Museum Associates, Ltd. et al v. Midzor et al

Filing 237

ORDER, Plaintiffs' Motion for Partial Summary Judgment on the Issue of Breach of Contract as to Defendant Craig Ramsell and Kailasa Enterprises 182 is denied; Defendants Kailasa Enterprises, LLC and Craig Ramsell's Cross Motion for Summar y Judgment 197 is granted; Defendant Ramsell's and Defendant Kailasa Enterprises' Motion to Strike Plaintiffs' Rebuttal Expert 209 is denied as moot; oral argument scheduled for 2/2/12 is vacated. Signed by Judge Neil V Wake on 1/13/12.(REW)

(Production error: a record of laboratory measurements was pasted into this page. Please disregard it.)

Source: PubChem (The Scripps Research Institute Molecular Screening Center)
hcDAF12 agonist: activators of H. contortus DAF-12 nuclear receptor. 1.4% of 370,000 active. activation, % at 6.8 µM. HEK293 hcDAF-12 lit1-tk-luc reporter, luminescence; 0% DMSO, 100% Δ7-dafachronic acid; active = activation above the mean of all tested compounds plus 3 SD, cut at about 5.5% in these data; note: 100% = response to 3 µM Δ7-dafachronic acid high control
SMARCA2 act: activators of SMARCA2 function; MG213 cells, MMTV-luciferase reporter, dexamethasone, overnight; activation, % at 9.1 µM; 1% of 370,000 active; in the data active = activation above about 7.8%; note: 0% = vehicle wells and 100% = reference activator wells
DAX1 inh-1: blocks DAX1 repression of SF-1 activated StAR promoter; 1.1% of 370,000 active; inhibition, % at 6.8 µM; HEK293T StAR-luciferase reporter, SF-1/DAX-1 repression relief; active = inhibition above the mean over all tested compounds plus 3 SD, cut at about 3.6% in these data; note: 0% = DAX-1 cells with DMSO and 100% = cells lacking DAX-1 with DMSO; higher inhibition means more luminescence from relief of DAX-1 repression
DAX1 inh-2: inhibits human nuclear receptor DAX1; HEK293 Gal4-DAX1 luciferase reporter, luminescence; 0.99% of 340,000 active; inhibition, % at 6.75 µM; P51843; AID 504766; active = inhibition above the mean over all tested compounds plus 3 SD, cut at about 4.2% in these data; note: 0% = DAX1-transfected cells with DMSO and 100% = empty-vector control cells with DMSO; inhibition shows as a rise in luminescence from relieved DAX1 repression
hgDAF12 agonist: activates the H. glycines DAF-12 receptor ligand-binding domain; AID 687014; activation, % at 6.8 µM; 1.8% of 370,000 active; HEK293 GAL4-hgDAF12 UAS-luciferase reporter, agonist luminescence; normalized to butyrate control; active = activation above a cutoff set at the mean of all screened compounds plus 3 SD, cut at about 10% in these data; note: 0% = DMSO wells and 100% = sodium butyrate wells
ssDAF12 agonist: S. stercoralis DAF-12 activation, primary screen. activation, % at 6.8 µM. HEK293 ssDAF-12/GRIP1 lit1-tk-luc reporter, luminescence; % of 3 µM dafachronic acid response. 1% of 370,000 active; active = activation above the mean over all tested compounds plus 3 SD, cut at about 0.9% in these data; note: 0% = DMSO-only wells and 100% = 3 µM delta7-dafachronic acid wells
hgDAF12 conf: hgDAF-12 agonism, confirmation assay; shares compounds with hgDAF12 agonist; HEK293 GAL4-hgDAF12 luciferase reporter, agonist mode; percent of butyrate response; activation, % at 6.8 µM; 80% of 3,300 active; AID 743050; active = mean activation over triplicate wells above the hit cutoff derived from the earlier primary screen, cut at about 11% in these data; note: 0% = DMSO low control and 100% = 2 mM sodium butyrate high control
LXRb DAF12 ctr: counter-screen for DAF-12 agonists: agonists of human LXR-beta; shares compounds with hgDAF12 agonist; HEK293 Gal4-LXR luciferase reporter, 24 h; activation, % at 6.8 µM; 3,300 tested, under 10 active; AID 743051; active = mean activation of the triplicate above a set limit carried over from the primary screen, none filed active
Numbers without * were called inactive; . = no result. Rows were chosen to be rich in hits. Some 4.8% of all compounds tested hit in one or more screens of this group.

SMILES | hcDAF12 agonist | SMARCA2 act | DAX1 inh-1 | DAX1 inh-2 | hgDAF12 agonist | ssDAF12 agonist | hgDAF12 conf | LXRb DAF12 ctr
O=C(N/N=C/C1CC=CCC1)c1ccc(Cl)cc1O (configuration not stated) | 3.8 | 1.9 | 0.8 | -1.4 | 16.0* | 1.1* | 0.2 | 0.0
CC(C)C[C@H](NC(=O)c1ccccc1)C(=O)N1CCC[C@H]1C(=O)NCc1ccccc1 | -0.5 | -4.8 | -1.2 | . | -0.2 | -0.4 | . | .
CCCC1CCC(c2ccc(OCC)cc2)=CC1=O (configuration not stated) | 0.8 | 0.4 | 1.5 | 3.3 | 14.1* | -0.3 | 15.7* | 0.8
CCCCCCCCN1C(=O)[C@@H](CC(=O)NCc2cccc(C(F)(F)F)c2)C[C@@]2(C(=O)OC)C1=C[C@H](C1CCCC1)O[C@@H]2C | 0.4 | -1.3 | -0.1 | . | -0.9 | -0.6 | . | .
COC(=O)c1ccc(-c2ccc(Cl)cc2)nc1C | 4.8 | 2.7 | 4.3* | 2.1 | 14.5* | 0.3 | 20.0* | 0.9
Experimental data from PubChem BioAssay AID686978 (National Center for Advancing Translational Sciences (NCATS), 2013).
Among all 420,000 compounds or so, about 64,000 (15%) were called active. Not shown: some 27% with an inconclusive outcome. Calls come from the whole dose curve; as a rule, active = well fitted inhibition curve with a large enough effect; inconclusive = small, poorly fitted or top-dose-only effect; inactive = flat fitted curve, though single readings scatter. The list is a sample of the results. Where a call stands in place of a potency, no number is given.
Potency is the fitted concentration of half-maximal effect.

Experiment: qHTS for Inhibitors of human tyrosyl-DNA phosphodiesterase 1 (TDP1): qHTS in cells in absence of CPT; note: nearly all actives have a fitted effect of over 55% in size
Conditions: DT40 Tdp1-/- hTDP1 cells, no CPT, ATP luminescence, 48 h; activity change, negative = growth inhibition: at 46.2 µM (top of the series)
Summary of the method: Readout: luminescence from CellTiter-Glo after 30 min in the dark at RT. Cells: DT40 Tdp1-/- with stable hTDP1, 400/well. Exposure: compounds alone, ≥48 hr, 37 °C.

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1 WO 2 3 4 5 6 IN THE UNITED STATES DISTRICT COURT 7 FOR THE DISTRICT OF ARIZONA 8 9 10 Museum Associates, Ltd., a Washington corporation and Richard Berger, an individual, No. CV 10-01042-PHX-NVW ORDER Plaintiffs, 11 12 vs. 13 Gary Midzor, an individual; Chris Ivey, an individual; GM Property Development, LLC, an Arizona limited liability corporation; Tina Choate, an individual; Brian Meyers, an individual; Goldstone Management, LLC, an Arizona limited liability corporation; Craig Ramsell, an individual; Kailasa Enterprises, LLC, an Arizona limited liability corporation; and Dirck’s Moving Services, Inc, an Arizona corporation, 14 15 16 17 18 19 Defendants. 20 21 Before the Court is “Plaintiffs’ Motion for Partial Summary Judgment on the Issue 22 of Breach of Contract as to Defendant Craig Ramsell and Kailasa Enterprises” (Doc. 23 182), “Defendants Kailasa Enterprises, LLC and Craig Ramsell’s Cross Motion for 24 Summary Judgment” (Doc. 197), and Ramsell/Kailasa’s “Motion to Strike Plaintiffs’ 25 Rebuttal Expert” (Doc. 209). 26 February 2, 2012. After further consideration, the motions may be resolved without 27 further argument. For the reasons stated below, the Court will deny Plaintiffs’ motion, 28 These motions are scheduled for oral argument on 1 grant Ramsell/Kailasa’s cross-motion, and deny Ramsell/Kailasa’s motion to strike as 2 moot. Oral argument will be vacated. 3 Throughout this order, Plaintiffs will be referred to collectively as “Berger.” 4 Ramsell and Kailasa Enterprises will be referred to collectively as “Ramsell.” The Court 5 understands that certain of Ramsell’s arguments turn on separate treatment for him and 6 Kailasa Enterprises, but resolving those arguments is not necessary to the outcome of 7 these motions. The Court’s use of “Ramsell” collectively is for convenience only and not 8 meant as a factual or legal statement about the relationship between Ramsell and Kailasa 9 Enterprises. 10 11 12 I. BACKGROUND As between Berger and Ramsell, the following facts are undisputed unless attributed to a party. 13 A. The Master Works Collection 14 Berger is in the business of acquiring rare natural crystals and fossils, and 15 sometimes re-selling them to collectors and museums. Over a 35-year period, Berger 16 amassed a valuable private collection of crystals and fossils. This collection is sometimes 17 known as “The Master Works of the Earth.” Berger stored his collection in a warehouse 18 in Kent Valley, Washington, near Seattle. 19 In 1995, Berger first met Defendants Brian Myers and Tina Choate, who resided 20 in Sedona, Arizona. Myers and Choate represented themselves as the principals of 21 Defendant Goldstone Management, LLC. 22 purchasing the Master Works collection, with the eventual plan to display it in a museum, 23 likely in Sedona. Myers and Choate said that an “international financier” would be a part 24 of the transaction. Berger believed the transaction would be completed within a few 25 months, but those months stretched into years, with repeated assurances from Myers and 26 Choate that the sale would eventually close. Myers and Choate expressed interest in 27 28 -2  1 B. 2 In September and October 2009, Kent Valley, Washington, came under threat of 3 flooding due to concerns over the stability of an upstream dam. The warehouse storing 4 the Master Works collection was in the floodplain of this dam. Berger decided to move 5 the collection. He looked for other warehouses in the Seattle area, but the collection’s 6 insurer would not approve any of those alternative warehouses. The Move to Sedona and the Plaza Kailasa Lease 7 Berger then described his dilemma to Myers and Choate. They suggested that 8 Berger should move his collection to Sedona because the long-planned sale was 9 “imminent” anyway. While Berger considered this plan, Myers told Ramsell that Myers 10 and certain “unidentified business partners” (i.e., Berger and Choate) were considering 11 moving a valuable gem collection to Sedona. Ramsell suggested that Myers should store 12 the collection at Plaza Kailasa, a commercial property in Sedona owned by Ramsell. 13 Myers had recently entered into a purchase agreement to buy Plaza Kailasa from 14 Ramsell. The sale had not yet closed, but Ramsell suggested that Myers might as well 15 lease storage space in Plaza Kailasa, since he was eventually going to buy the property 16 anyway. 17 Ramsell began drafting a proposed lease agreement. During this process, Ramsell 18 learned that Berger was one of Myers’s business partners. Nonetheless, Ramsell had no 19 contact with Berger about the lease. He instead gave the proposed lease to Myers, who in 20 turn gave it to Berger. Berger read through the entire lease, which included (among other 21 terms) a provision placing the duty of security on the tenant: 22 23 24 25 26 27 Tenant hereby acknowledges that the rental payable to Landlord hereunder does not include the cost of guard service or other security measures, and that Landlord shall have no obligation whatsoever to provide same. Tenant assumes all responsibility for the protection of the premises, Tenant, its agents, guests, and invitees and their property from the acts of third parties. (Doc. 183-3 at 10 ¶ 41.) Berger, Ramsell, and Myers all eventually signed this agreement on behalf of their respective business entities. The date on which they signed is unclear, 28 -3  1 although the lease agreement declares itself effective as of November 4, 2009. The lease 2 is governed by Arizona law. 3 The parties to the lease did not haggle over any of the lease terms as drafted by 4 Ramsell. However, the lease also contains a two-part addendum drafted by Berger. As 5 with the lease, Ramsell and Berger never communicated directly about the addendum. 6 Berger sent it to Ramsell through Myers. Part A of the addendum, titled “Ownership and 7 Conditions of Access,” states: 8 Kailasa Enterprises LLC and Craig Ramsell acknowledge that, while payments of rent and any requisite fees for storage of the fossils and minerals . . . will be paid by Goldstone Management LLC, the property to be stored belongs solely and exclusively to Richard Berger/Museum Associates, Ltd. 9 10 11 14 Under no circumstances may the property/inventory be released, delivered, or removed from the premises nor can Kailasa Enterprises accept instructions with regard to the disposition of said property, except under the express joint written consent of Richard Berger, Brian Myers and Tina Choate . . . . 15 (Doc. 183-3 at 12.) Part A went on to provide two different phone numbers for Berger, 16 and one phone number each for Myers and Choate, at which they could be contacted 17 “[u]nder emergency conditions, if immediate access is required to the premises.” (Id.) 12 13 18 19 Part B of the addendum is titled “Non-Disclosure Agreement,” and provides in relevant part: 20 It is recognized and agreed by all parties to this Agreement that strict confidentiality must be maintained concerning the whereabouts of the Masterworks Collection. The Masterworks Collection is an internationally acclaimed and recognized property and any public exposure . . . could significantly risk the safety and security of the Collection. Therefore Craig and Monnie Ramsell [Craig’s wife] agree, to the best of their ability, to keep all information concerning said Collection fully confidential . . . . 21 22 23 24 25 26 (Id. at 13.) 27 28 -4  1 Berger, Myers, Choate, Ramsell, and Ramsell’s wife all executed this addendum. 2 The addendum declares itself effective as of November 4, 2009 (the same date as the 3 lease), although it is not clear when the addendum was written or executed. 4 Berger had the collection moved from Washington to Sedona in November 2009. 5 Berger paid for the move with funds supposedly provided by the international financier. 6 Once the collection was moved in, only Berger, Myers, and Choate had keys to the 7 collection and the security alarm access code. Ramsell could not access the collection. 8 C. The Midzor Transaction and Seizure of the Collection 9 Around this same time, Myers began negotiating a property transaction with since- 10 dismissed Defendants Gary Midzor, Chris Ivey, and GM Property Development, LLC 11 (collectively “Midzor” for purposes of this motion). Myers intended to buy a certain 12 property from Midzor and resell it, hoping that profits from the resale could be used to 13 buy the Master Works collection. Unbeknownst to Berger or Ramsell, Myers entered 14 into a purchase agreement with Midzor and pledged the collection as security. Myers did 15 not have actual authority to make such a pledge, but he told Midzor otherwise. 16 A few months later, Myers defaulted on his purchase agreement with Midzor and 17 Midzor demanded to take possession of the collection. Myers acquiesced, giving Midzor 18 the keys and alarm code. Midzor then sent a moving crew to Plaza Kailasa to seize the 19 collection. 20 As Midzor’s moving crew was loading the collection into trucks, another Plaza 21 Kailasa tenant called Ramsell to tell him that unidentified persons were removing the 22 collection. Ramsell in turn called Myers to ask for an explanation. Myers told Ramsell 23 that the collection’s insurer insisted on the move because Plaza Kailasa was not 24 sufficiently secure. Ramsell then went out to Plaza Kailasa. According to Ramsell, he 25 spotted 26 27 a guy standing there just kind of like looking like he was keeping an eye on things. . . . 28 -5  So I went up and said, are you the guy with the insurance company? Or so you’re with the insurance company? Something like that. And I got some kind of an affirmative. I don’t remember if it was verbal or a nod of the head, but it was a positive indication to me that, yeah, with the insurance company. 1 2 3 4 So I introduced myself and told him, I’m Craig Ramsell. I have the company that owns the building, and that’s why I’m here. I’m just making sure that my building’s in good shape while everything is being moved. And he just kind of acknowledged, okay, and that was it. Everything looked fine to me, and I left. I don’t think I was there for more than about two minutes. 5 6 7 8 9 10 (Doc. 198-1 at 28–29.) Ramsell took no other action with respect to the collection. II. SUMMARY JUDGMENT STANDARD 11 Summary judgment is warranted if the evidence shows there is no genuine issue as 12 to any material fact and the moving party is entitled to judgment as a matter of law. Fed. 13 R. Civ. P. 56(a). The moving party bears the initial burden of identifying those portions 14 of the pleadings, depositions, answers to interrogatories, and admissions on file, together 15 with the affidavits, if any, which it believes demonstrate the absence of any genuine issue 16 of material fact. 17 nonmoving party would bear the burden of persuasion at trial, the moving party may 18 carry its initial burden of production by submitting admissible “evidence negating an 19 essential element of the nonmoving party’s case,” or by showing, “after suitable 20 discovery,” that the “nonmoving party does not have enough evidence of an essential 21 element of its claim or defense to carry its ultimate burden of persuasion at trial.” Nissan 22 Fire & Marine Ins. Co., Ltd. v. Fritz Cos., Inc., 210 F.3d 1099, 1105–06 (9th Cir. 2000). See Celotex Corp. v. Catrett, 477 U.S. 317, 323 (1986). If the 23 When the moving party has carried its burden, the nonmoving party must respond 24 with specific facts, supported by admissible evidence, showing a genuine issue for trial. 25 See Fed. R. Civ. P. 56(c). But allegedly disputed facts must be material — the existence 26 of only “some alleged factual dispute between the parties will not defeat an otherwise 27 28 -6  1 properly supported motion for summary judgment.” Anderson v. Liberty Lobby, Inc., 477 2 U.S. 242, 247–48 (1986) (emphasis in original). 3 Where the record, taken as a whole, could not lead a rational trier of fact to find 4 for the nonmoving party, there is no genuine issue of material fact for trial. Matsushita 5 Elec. Indus. Co. v. Zenith Radio Corp., 475 U.S. 574, 586 (1986). 6 nonmoving party’s properly presented evidence is presumed to be true and all inferences 7 from the evidence are drawn in the light most favorable to that party. Eisenberg v. Ins. 8 Co. of N. Am., 815 F.2d 1285, 1289 (9th Cir. 1987). 9 III. However, the ANALYSIS OF CONTRACT CLAIMS (COUNTS THREE & FOUR) 10 Berger asserts causes of action against Ramsell for breach of contract and breach 11 of good faith and fair dealing. Berger specifically claims that Ramsell breached the lease 12 addendum by permitting Midzor to take the collection from Plaza Kailasa. Berger has 13 moved to establish such breach and Ramsell has cross-moved to establish lack of breach 14 (or at least lack of liability). 15 16 The specific language of the lease addendum at issue is the following: 19 Under no circumstances may the property/inventory be released, delivered, or removed from the premises nor can Kailasa Enterprises accept instructions with regard to the disposition of said property, except under the express joint written consent of Richard Berger, Brian Myers and Tina Choate . . . . 20 (Doc. 183-3 at 12.) Whether Ramsell breached this clause depends on what it means, 21 which is a question for the Court to decide. Grosvenor Holdings, L.C. v. Figueroa, 222 22 Ariz. 588, 593, 218 P.3d 1045, 1050 (Ct. App. 2009) (“the interpretation of a contract is a 23 question of law”). In approaching this question, the Court’s task is to provide 17 18 24 25 26 27 28 a reasonable construction so as to accomplish the intention of the parties. Contracts are to be read in light of the parties’ intentions as reflected by their language and in view of all circumstances; if the intention of the parties is clear from such a reading, there is no ambiguity. If the meaning remains uncertain after application of primary standards of construction, including consideration of the surrounding circumstances, a secondary rule of construction provides that -7  ambiguity is to be strictly construed against the drafting party. Furthermore, whatever is expected by one party to a contract, and known to be so expected by the other, is deemed a part or condition of the contract. 1 2 3 4 5 6 7 8 9 10 11 12 13 14 15 16 17 18 19 20 21 22 23 24 25 26 27 28 Harris v. Harris, 195 Ariz. 559, 562, 991 P.2d 262, 265 (Ct. App. 1999) (citations omitted). The addendum clause at issue mixes active and passive voice, creating the first interpretive difficulty. The addendum tells Kailasa Enterprises specifically that it may not “accept instructions with regard to the disposition of [the collection],” but the addendum does not specify an actor when it forbids “release[], deliver[y], or remov[al] from the premises.” In context, however, this injunction against release, delivery, or removal is obviously intended to restrict Ramsell to some degree. How far these prohibitions extend is the next question. The lease assigned the responsibility for security to Berger, Choate, and Myers — not Ramsell. The addendum therefore cannot be interpreted as an obligation to protect the collection against all the world. Rather, the entire addendum as a whole — i.e., reading the access restrictions together with the non-disclosure provision — demonstrates that Berger had in mind situations like the one that arose in this case: someone with designs upon the collection attempting to remove it under the ruse of a legitimate purpose. Berger therefore wanted “the express joint written consent of [himself], Brian Myers and Tina Choate” as a threeway failsafe. But considering the parties’ arrangements, the failsafe had no material relevance to Ramsell. Ramsell possessed neither the keys nor the alarm access codes — as contemplated by the addendum when it specified the phone numbers to call “[u]nder emergency conditions, if immediate access is required to the premises.” Thus, even if Midzor’s moving crew had come to Ramsell bearing the “the express joint written consent” of Berger, Myers, and Choate, Ramsell could not have released, delivered, or removed the collection, or accepted instructions with regard to its disposition. The most Ramsell could have said was, “The collection is yours if you can get in.” Ramsell was -8  1 superfluous. Neither Midzor’s moving crew nor anyone else with designs on the 2 collection would have any use for him. Had Ramsell’s other tenant at Plaza Kailasa not 3 seen the moving crew, Ramsell may have never learned about the collection’s seizure 4 until it was all over. 5 Therefore, the addendum can only apply to the circumstances that arose in this 6 case: Ramsell, by chance, learned about others removing the collection before they 7 completed their task. Berger nonetheless contends that Ramsell’s performance under the 8 contract depended on his ability to prevent the collection’s removal: “Defendants 9 [Ramsell and Kailasa Enterprises] are correct in their [cross-]motion when they state that 10 Mr. Ramsell would have first had to have stopped the Collection from being removed. 11 Mr. Ramsell’s failure to do this is precisely why he breached the specific terms of the 12 contract.” (Doc. 219 at 5.) 13 This is a surprising and unreasonable interpretation. Cf. Restatement (Second) of 14 Contracts § 203(a) (1981) (disfavoring interpretations that render portions of a contract 15 “unreasonable . . . or of no effect”). Berger was not paying Ramsell for security services, 16 nor did Ramsell have any way of accessing the collection. Had Ramsell known that 17 expectations were otherwise, he could have taken appropriate precautions — such as 18 round-the-clock security, added liability insurance, and so forth. But Ramsell did not 19 know and no language in the contract or any other evidence suggests that he had reason 20 to know of an obligation to provide security or prevent removal. 21 Having considered “the parties’ intentions as reflected by their language and in 22 view of all circumstances,” Harris, 195 Ariz. at 562, 991 P.2d at 265, the paragraph of 23 the addendum at issue remains ambiguous. Such “ambiguity is to be strictly construed 24 against the drafting party [i.e., Berger].” Id. In these circumstances, the appropriate 25 construction against Berger — and the only reasonable construction in any event — is 26 that Ramsell could not release, deliver, remove, or accept instructions with regard to the 27 removal of the collection to the extent the collection was under his control. However, at 28 no time did the collection come under Ramsell’s control. Ramsell therefore did not -9  1 breach the addendum. Summary judgment will accordingly be granted in his favor on 2 Berger’s contract causes of action. 3 IV. ANALYSIS OF REMAINING CLAIMS 4 A. 5 Berger has withdrawn his tortious interference claim against Ramsell “based upon 6 the discovery conducted following the filing of the Amended Complaint.” (Doc. 219 7 at 6.) Accordingly, summary judgment for Ramsell will be entered on this cause of 8 action. 9 B. Tortious Interference with Contract (Count Five) Negligence (Count Six) 10 Berger has also sued Ramsell for negligence. The only explanation in the record 11 of Berger’s negligence theory comes from his amended complaint, which claims: 12 “Defendants owed a duty of care to Plaintiff since the Collection had been entrusted to 13 Defendants for safekeeping. [¶] Defendants breached that duty by allowing the Collection 14 to leave the warehouse.” (Doc. 71 at ¶¶ 120–21.) Berger has nowhere explained how 15 placing the collection in Ramsell’s storage space created any duties beyond those 16 specified in the lease and addendum. Cf. 8A Am. Jur. Bailments § 85 (“The parties to a 17 bailment relationship may abrogate the law of bailment by making their own express 18 contract that may enlarge, abridge, qualify, or supersede the obligations which otherwise 19 would arise from the bailment by implication of law.”). Berger has also not explained 20 how “the Collection had been entrusted to Defendants for safekeeping” (emphasis added) 21 in light of the lease’s disclaimer of security and the fact that Ramsell had neither the keys 22 nor the alarm code. Berger has entirely failed to substantiate this claim and summary 23 judgment will be granted for Ramsell. 24 C. Negligent Infliction of Emotional Distress (Count Seven) 25 Finally, Berger asserts that Ramsell is liable for negligent infliction of emotional 26 distress. By separate order, the Court excluded Berger’s evidence of emotional damages. 27 (Doc. 228.) 28 judgment will be granted for Ramsell. Berger therefore has no evidence to support this claim and summary - 10   1 V. RAMSELL’S MOTION TO STRIKE PLAINTIFFS’ REBUTTAL EXPERT 2 Ramsell’s motion to strike Berger’s police practices rebuttal expert addresses 3 issues that are now irrelevant. The question of police practices arose in this case only 4 because Berger claimed that the addendum at least obligated Ramsell to call the police, 5 and Ramsell countered that calling the police would not have stopped Midzor’s moving 6 crew. Ramsell’s and Berger’s experts dispute what the police would have done in such a 7 situation. 8 Given that Ramsell’s obligations under the addendum never came into play, the 9 question of whether the addendum required him to call the police, and what the police 10 would have done, is moot. Ramsell’s motion to strike will be denied accordingly. 11 IT IS THEREFORE ORDERED that “Plaintiffs’ Motion for Partial Summary 12 Judgment on the Issue of Breach of Contract as to Defendant Craig Ramsell and Kailasa 13 Enterprises” (Doc. 182) is DENIED. 14 15 IT IS FURTHER ORDERED that “Defendants Kailasa Enterprises, LLC and Craig Ramsell’s Cross Motion for Summary Judgment” (Doc. 197) is GRANTED. 16 IT IS FURTHER ORDERED that Defendant Ramsell’s and Defendant Kailasa 17 Enterprises’ “Motion to Strike Plaintiffs’ Rebuttal Expert” (Doc. 209) is DENIED as 18 moot. 19 20 21 IT IS FURTHER ORDERED that oral argument scheduled for February 2, 2012, at 2:00 p.m., is VACATED. Dated this 13th day of January, 2012. 22 23 24 25 26 27 28 - 11